Five more cases of bird flu reported in Viet Nam, UN health agency says

4 April 2005
Avian Influenza

Five more human cases of bird flu have been reported in Viet Nam, the United Nations health agency said today, bringing the total since mid-December to 33, 15 of them fatal, in the latest outbreak of a disease that in a worst-case scenario could kill tens of millions people worldwide.

All five cases of the H5N1 virus are in a family from the northern port city of Haiphong – the 35-year-old father, the 33-year-old mother, and their three daughters, aged 13 years, 10 years and 4 months, the World Health Organization (WHO) added.

Last week WHO reported that there was currently no evidence that the virus was spreading easily from person to person. The agency added that it had become increasingly important for scientists to share the viruses from recent clusters of cases.

"Thorough investigation of all such clusters is essential to determine possible changes in the behaviour of the virus and thus support assessment of the risk of an influenza pandemic," it said of the H5N1 virus. The so-called Spanish flu pandemic of 1918-20, unrelated to the present virus, is estimated to have killed between 20 million and 40 million people worldwide.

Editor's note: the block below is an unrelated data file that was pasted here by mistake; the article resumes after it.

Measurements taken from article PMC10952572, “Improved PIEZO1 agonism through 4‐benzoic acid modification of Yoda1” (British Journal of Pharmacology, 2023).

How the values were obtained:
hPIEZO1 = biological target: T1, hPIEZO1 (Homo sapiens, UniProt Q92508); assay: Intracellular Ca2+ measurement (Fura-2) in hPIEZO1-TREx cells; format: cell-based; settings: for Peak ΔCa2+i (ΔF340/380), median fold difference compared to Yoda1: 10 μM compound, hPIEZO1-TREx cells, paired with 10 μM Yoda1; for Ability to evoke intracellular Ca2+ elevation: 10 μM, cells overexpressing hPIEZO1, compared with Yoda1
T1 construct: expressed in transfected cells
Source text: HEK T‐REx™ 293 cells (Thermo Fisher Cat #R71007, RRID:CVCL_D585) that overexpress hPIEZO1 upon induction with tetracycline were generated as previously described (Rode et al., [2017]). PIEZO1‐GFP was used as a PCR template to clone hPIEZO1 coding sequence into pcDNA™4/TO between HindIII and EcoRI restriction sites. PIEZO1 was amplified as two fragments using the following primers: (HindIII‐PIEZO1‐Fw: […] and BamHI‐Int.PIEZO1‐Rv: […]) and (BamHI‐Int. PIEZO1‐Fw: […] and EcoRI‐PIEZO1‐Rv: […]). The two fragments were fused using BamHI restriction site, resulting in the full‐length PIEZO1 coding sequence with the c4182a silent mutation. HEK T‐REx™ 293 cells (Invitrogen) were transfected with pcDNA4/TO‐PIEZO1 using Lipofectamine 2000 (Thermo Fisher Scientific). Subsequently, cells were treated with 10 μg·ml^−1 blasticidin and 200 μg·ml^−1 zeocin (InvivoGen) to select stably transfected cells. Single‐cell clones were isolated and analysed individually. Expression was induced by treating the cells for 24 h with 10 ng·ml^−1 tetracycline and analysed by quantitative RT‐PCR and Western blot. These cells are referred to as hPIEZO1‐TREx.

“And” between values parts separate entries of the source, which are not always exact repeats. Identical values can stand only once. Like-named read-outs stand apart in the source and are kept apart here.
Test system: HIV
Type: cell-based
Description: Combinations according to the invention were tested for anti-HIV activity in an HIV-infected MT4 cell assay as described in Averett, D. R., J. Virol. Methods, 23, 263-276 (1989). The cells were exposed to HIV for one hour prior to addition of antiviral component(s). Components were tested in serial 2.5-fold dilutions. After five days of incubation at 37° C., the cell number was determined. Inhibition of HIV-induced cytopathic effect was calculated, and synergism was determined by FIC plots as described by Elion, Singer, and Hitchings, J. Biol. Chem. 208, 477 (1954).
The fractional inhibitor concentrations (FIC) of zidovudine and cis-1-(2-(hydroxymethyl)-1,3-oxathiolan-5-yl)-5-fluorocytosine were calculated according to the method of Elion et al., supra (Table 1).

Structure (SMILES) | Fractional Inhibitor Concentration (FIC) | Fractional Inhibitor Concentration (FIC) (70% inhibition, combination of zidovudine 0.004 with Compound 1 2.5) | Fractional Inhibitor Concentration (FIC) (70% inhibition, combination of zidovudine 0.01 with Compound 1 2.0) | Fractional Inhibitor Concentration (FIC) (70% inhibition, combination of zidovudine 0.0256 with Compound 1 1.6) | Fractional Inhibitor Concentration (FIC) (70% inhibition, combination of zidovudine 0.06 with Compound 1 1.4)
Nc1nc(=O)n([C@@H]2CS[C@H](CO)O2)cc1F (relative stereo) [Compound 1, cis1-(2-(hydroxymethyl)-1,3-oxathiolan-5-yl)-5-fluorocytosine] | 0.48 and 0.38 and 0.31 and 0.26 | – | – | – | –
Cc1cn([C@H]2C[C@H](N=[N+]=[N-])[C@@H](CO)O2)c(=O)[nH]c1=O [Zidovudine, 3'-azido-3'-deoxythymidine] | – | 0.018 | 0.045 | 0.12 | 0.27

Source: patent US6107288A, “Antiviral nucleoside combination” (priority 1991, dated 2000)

Overall there have been more some 80 reported infections, nearly 50 of them fatal, since the first human case linked to widespread poultry outbreaks in Viet Nam and Thailand was reported in January last year.

Since then WHO has repeatedly warned that H5N1 could mutate into a new human virus with pandemic potential.

Nearly 140 million domestic birds have died or been culled over the past year in southeast Asia in an effort to curb the spread of the disease. The agency is concerned that continuing transmission to humans might give avian and human influenza viruses an opportunity to exchange genes, facilitating a pandemic.


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